Yes, 2014 will bring a bigger iPhone and iPad. However, remember that "product" at Apple means software, too. Tim, Jony and crew remain focused on expanding their ecosystem, starting with two of the most used and most frustrating screens in the world.
iOS in the Car will roll out to the majority of new vehicles in 2014. From Honda to Chevrolet to Mercedes to Ferarri, dozens of car manufacturers have already made deals to bring iOS to the screens in their cars.
More important to Apple's customers is a new television experience. The analog-inspired Comcast UI says it all: Change is coming to TV. It has to. Pretty please.
As cable companies consolidate and become broadband businesses, content rights will loosen up and allow Apple to roll out the video interface of the future. At the same time, television viewership is dying due to the rise of Internet video, especially on tablet and mobile.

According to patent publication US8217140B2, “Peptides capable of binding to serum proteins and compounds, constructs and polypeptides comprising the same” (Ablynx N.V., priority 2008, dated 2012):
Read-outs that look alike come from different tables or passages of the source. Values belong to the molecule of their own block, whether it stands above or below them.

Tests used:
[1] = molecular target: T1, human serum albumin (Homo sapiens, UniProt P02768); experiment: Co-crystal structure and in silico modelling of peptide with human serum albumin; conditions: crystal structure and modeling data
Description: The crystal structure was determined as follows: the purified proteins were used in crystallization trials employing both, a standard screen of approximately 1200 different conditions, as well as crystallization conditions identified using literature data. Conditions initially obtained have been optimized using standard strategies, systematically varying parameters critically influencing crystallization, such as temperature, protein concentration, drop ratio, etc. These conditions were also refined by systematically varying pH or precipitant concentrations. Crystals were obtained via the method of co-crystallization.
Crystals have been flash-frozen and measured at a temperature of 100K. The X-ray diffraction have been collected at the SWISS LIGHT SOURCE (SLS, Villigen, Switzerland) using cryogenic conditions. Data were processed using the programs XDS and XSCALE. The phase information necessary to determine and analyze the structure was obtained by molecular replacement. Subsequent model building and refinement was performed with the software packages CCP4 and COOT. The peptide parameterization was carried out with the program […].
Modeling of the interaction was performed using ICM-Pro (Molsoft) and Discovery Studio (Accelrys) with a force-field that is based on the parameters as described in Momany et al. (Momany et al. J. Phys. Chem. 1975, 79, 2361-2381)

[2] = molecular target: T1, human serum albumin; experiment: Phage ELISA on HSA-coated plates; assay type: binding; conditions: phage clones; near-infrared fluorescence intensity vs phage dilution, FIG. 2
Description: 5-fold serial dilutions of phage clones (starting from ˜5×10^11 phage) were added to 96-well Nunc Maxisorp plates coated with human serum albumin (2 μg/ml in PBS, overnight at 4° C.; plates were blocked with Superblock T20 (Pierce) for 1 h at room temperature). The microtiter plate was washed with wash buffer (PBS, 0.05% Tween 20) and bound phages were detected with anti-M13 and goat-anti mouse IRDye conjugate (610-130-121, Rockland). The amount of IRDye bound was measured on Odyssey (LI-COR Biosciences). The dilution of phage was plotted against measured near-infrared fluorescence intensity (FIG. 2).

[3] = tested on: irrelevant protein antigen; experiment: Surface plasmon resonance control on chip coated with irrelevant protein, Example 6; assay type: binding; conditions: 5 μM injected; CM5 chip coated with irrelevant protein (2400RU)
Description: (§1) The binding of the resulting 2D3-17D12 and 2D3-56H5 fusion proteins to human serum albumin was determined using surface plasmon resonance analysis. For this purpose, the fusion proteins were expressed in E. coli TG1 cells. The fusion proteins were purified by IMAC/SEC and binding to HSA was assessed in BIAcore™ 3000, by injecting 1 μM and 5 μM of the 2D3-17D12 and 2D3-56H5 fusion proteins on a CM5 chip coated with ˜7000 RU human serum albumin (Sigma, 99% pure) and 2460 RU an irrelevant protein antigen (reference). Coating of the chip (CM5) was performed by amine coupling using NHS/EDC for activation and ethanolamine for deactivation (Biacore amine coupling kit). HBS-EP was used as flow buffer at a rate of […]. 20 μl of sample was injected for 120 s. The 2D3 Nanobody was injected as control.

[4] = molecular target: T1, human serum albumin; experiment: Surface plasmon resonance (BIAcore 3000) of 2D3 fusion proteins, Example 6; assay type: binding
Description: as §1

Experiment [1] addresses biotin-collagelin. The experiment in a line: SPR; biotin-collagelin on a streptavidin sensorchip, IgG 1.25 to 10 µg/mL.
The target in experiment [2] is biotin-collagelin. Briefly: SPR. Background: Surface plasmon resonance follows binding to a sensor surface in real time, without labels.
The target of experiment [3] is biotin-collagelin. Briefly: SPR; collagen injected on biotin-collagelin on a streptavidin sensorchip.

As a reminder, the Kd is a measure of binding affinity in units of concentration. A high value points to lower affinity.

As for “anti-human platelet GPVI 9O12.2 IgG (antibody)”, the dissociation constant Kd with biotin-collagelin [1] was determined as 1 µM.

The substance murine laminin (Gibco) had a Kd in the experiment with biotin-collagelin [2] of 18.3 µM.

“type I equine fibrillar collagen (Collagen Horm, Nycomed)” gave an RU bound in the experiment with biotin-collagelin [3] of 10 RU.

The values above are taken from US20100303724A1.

With iOS accounting for more than 60 percent of mobile and tablet web usage—well above Android's 25 percent—Apple is well positioned to rule the future of content and data consumption. They don't even need to release a TV set. And that is the key to understanding 2014 Apple: Its cohesive cross-device operating ecosystem is what's driving sales and product development.
(Read more: Game-changers in sports)
Today the backlash to the backlash has only just begun. Units will continue to sell, new technology will be delivered, and the stock will approach its all-time high (perhaps with the help of an Icahnian buyback).
Media narratives will center on the renaissance at Apple, even though innovation is taking place in Cupertino every day.
Tim Cook will remain cool as a cucumber.
This isn't a comeback. It's business as usual.